Techniques for identifying identities by searching culprits from a database of face photographs were actually used
The technique of searching the face of the target shown on the surveillance camera in the database and identifying the identity will appear sometimes in spy movies and the like, but it became clear that it was used in the actual investigation in the United States. This technology can identify identities not only from offenders but also from citizens' face pictures, so discussion is taking place from the viewpoint of infringement of privacy regarding use.
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Florida Police used a face recognition database called "Face Analysis Comparison Examination System (FACES)" operated by Pinellas County Sheriff's Office when arresting Willie Allen Lynch on suspicion of drug sales at the beginning of 2016 I made it clear. It seems that criminal trial found that Lynch suspect was identified using Pinellas County Sheriff 's Office software that matches the photo of the driver' s license with the face picture registered in FACES using the algorithm.
According to a report released by Georgetown University last month surveying FACES and search software, one in two Americans was registered in the face recognition database, and those who did not have a criminal record such as those who participated in the demonstration group Search is also possible. Mr. Lynch's report did not report that FACES was used and it was recorded that it searched the database of the police who registered face pictures taken at the time of arrest rather than FACES manually. Although details on how FACES was searched is not clarified, Florida police who probably got Mr. Lynch's photograph or video seems to have searched for FACES and identified its identity using that data .
The software that the Florida police used for the database search was designed not to "do not match" in the search result. That is, if there is a part that matches even a little with the original data, it will be displayed as a candidate in the search result. According to the survey by Georgetown University, the possibility of misuse is not being debated though this usage method may lead to false arrest.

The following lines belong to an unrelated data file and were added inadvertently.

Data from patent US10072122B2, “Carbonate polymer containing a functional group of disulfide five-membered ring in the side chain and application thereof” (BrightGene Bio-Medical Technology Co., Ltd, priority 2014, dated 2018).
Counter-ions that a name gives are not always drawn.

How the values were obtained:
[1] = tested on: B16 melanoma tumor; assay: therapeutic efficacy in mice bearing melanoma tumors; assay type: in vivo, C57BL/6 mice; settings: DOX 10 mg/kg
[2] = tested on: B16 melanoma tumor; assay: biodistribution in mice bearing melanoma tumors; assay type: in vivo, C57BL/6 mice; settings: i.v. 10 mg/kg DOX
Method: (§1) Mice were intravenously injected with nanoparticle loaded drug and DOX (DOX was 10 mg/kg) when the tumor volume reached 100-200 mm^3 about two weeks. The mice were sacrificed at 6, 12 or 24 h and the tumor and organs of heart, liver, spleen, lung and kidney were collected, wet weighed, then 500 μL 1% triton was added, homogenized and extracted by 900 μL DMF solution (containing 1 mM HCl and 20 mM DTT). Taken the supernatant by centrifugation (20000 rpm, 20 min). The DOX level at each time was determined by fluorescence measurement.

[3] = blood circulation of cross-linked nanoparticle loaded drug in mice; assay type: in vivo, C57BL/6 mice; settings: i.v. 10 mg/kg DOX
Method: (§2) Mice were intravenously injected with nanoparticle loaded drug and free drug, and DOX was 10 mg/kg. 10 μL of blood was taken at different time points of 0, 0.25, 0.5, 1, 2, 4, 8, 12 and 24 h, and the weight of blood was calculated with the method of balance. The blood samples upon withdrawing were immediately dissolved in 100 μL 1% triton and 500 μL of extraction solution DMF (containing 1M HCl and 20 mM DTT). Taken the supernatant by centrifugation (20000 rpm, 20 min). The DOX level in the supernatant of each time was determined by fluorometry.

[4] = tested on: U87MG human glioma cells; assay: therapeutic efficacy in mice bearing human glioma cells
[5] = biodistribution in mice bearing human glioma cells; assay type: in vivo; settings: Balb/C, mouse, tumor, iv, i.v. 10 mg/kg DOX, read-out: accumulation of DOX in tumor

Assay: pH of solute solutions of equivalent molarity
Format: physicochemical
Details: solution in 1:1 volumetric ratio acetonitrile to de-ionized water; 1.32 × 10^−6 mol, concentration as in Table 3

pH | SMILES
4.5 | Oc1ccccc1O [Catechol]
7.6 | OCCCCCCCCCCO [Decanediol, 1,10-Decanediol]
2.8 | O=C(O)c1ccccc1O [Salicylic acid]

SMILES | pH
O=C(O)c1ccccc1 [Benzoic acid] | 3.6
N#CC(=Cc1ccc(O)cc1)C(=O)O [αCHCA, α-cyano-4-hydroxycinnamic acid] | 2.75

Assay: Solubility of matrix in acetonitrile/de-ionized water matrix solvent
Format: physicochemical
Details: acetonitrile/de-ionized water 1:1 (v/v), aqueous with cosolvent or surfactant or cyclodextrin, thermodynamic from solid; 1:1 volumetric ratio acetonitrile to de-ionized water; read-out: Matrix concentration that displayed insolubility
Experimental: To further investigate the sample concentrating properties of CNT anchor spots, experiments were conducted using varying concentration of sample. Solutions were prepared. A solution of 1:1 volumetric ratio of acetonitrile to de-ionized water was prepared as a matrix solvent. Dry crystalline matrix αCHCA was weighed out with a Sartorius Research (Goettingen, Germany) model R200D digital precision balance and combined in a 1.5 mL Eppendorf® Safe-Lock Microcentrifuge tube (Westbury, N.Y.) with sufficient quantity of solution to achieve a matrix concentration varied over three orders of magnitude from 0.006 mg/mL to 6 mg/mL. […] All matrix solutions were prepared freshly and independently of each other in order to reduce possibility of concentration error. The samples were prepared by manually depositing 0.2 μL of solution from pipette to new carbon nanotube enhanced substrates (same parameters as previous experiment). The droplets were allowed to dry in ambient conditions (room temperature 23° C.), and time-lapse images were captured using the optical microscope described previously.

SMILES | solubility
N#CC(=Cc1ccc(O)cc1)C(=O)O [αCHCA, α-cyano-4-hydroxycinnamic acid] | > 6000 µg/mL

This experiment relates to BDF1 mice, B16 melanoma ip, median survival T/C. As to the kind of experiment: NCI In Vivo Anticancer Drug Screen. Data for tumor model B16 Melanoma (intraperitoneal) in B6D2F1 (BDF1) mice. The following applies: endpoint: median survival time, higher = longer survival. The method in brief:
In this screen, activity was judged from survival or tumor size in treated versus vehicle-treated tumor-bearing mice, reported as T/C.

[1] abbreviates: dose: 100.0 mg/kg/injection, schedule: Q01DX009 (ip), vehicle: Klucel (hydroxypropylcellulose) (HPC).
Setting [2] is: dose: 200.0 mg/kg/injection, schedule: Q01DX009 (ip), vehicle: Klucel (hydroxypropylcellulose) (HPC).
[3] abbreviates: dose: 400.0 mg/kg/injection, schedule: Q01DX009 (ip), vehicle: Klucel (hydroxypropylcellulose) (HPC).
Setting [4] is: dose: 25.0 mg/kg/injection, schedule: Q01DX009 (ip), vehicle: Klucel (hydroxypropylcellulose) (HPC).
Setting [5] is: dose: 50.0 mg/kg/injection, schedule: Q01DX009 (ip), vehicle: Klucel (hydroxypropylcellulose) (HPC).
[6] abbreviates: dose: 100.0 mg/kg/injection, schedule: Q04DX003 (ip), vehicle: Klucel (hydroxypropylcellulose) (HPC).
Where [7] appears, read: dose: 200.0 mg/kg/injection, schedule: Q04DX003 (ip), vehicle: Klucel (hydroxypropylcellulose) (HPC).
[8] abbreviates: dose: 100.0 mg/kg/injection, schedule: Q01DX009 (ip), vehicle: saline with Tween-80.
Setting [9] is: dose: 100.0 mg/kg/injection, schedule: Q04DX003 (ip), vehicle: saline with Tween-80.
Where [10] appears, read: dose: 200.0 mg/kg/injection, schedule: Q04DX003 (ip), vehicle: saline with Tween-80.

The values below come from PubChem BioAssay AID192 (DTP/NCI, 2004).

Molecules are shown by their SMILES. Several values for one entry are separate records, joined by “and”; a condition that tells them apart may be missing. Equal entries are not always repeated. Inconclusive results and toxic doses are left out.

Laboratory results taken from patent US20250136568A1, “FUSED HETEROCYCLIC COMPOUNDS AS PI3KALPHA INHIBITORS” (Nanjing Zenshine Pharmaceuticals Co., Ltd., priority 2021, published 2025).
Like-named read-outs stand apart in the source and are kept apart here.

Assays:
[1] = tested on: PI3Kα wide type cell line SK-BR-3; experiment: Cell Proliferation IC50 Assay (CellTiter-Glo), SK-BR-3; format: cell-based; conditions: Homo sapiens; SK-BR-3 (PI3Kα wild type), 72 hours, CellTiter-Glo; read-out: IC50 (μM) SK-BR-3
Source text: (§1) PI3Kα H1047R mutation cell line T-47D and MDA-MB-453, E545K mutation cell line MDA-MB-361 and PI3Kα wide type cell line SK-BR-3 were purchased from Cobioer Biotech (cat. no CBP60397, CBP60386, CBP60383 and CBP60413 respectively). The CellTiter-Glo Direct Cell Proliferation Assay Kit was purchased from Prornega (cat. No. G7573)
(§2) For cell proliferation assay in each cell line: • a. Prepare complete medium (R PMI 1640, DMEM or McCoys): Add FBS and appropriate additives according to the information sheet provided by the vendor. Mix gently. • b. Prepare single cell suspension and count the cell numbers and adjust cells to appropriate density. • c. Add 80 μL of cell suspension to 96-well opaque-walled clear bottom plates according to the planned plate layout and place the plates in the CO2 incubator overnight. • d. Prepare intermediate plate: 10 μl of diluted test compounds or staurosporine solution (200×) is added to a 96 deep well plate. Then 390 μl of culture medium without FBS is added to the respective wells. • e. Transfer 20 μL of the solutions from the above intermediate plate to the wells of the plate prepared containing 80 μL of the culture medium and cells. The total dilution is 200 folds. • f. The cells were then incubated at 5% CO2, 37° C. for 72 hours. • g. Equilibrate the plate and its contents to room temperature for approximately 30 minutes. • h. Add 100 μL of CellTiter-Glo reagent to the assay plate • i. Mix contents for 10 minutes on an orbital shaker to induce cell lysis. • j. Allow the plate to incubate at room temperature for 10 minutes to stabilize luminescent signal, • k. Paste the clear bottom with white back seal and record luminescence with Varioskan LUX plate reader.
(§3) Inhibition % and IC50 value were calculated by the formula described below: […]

Apart from Lynch suspects of this time, the investigation using the software has not been done, Sheriff's Office providing the software said, "The case of Mr. Lynch introduced the search system It is not the first time. "There is a possibility that the Florida police are also using other investigations.
A researcher pointed out that a system that searches for FACES by software and performs face authentication is "lacking transparency." No detailed details such as how the system is used and there are restrictions on use are not disclosed at all and "Florida police should explain the operation method properly to the general public," researchers I am insisting. In addition, a spokesperson for Pinellas County Sheriff's Office said, "The software used to arrest Mr. Lynch is just one of the many tools out there."
Technology that can make criminals more efficient can be said to be very convenient for police, but for ordinary citizens who do not know anything, even if they have not committed a crime, they will be searched in the database for face photographs just by participating in the demonstration campaign To say that it can be said that it is an infringement of privacy. Even if it is said to be a technique frequently appearing in spy movies and the like, there seems to be room for further discussion in introducing it to modern society.
in Note, Posted by darkhorse_log